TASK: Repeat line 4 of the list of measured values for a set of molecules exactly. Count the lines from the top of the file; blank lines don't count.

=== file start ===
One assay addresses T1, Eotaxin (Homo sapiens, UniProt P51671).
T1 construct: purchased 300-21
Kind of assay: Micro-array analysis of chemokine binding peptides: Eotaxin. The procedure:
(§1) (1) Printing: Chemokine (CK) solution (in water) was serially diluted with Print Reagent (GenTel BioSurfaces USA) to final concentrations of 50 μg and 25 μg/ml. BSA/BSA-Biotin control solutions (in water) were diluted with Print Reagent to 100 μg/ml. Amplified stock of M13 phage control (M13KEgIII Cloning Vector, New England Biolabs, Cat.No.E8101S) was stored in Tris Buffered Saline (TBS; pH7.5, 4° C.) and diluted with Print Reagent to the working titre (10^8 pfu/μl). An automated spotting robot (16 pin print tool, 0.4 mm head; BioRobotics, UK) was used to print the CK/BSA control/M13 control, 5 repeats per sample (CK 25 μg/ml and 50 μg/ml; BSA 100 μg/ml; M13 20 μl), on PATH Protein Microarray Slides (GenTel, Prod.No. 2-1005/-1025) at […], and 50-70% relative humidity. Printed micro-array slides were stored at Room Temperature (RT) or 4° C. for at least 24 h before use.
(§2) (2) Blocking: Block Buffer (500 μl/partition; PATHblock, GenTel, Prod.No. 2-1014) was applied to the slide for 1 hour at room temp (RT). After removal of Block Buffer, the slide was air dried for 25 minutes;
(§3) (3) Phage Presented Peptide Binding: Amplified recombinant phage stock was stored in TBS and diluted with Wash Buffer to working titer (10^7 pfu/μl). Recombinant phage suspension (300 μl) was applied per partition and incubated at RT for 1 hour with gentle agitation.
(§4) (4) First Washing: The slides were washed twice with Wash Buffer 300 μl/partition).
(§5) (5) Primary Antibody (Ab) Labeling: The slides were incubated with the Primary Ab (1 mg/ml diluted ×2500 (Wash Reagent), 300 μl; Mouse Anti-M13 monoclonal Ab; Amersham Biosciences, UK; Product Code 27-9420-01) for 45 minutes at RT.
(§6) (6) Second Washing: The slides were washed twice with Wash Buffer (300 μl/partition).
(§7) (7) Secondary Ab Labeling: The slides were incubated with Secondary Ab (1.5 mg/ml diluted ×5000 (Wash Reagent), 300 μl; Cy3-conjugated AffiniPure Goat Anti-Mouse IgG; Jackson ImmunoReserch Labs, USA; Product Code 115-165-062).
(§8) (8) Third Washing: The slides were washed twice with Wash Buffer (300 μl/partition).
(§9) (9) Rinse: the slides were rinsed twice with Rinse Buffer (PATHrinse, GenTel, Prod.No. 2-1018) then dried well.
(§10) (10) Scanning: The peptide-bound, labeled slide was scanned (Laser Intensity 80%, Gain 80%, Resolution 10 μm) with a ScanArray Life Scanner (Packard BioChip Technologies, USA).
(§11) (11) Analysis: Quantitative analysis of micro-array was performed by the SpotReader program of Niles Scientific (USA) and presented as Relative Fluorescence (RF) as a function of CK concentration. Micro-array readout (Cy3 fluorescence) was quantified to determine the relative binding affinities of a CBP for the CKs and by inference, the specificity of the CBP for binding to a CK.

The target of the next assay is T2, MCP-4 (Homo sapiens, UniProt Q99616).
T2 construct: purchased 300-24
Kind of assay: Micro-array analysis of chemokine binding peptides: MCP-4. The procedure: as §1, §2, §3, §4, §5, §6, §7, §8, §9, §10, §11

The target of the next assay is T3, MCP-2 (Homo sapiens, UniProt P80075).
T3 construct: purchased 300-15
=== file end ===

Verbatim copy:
(§1) (1) Printing: Chemokine (CK) solution (in water) was serially diluted with Print Reagent (GenTel BioSurfaces USA) to final concentrations of 50 μg and 25 μg/ml. BSA/BSA-Biotin control solutions (in water) were diluted with Print Reagent to 100 μg/ml. Amplified stock of M13 phage control (M13KEgIII Cloning Vector, New England Biolabs, Cat.No.E8101S) was stored in Tris Buffered Saline (TBS; pH7.5, 4° C.) and diluted with Print Reagent to the working titre (10^8 pfu/μl). An automated spotting robot (16 pin print tool, 0.4 mm head; BioRobotics, UK) was used to print the CK/BSA control/M13 control, 5 repeats per sample (CK 25 μg/ml and 50 μg/ml; BSA 100 μg/ml; M13 20 μl), on PATH Protein Microarray Slides (GenTel, Prod.No. 2-1005/-1025) at […], and 50-70% relative humidity. Printed micro-array slides were stored at Room Temperature (RT) or 4° C. for at least 24 h before use.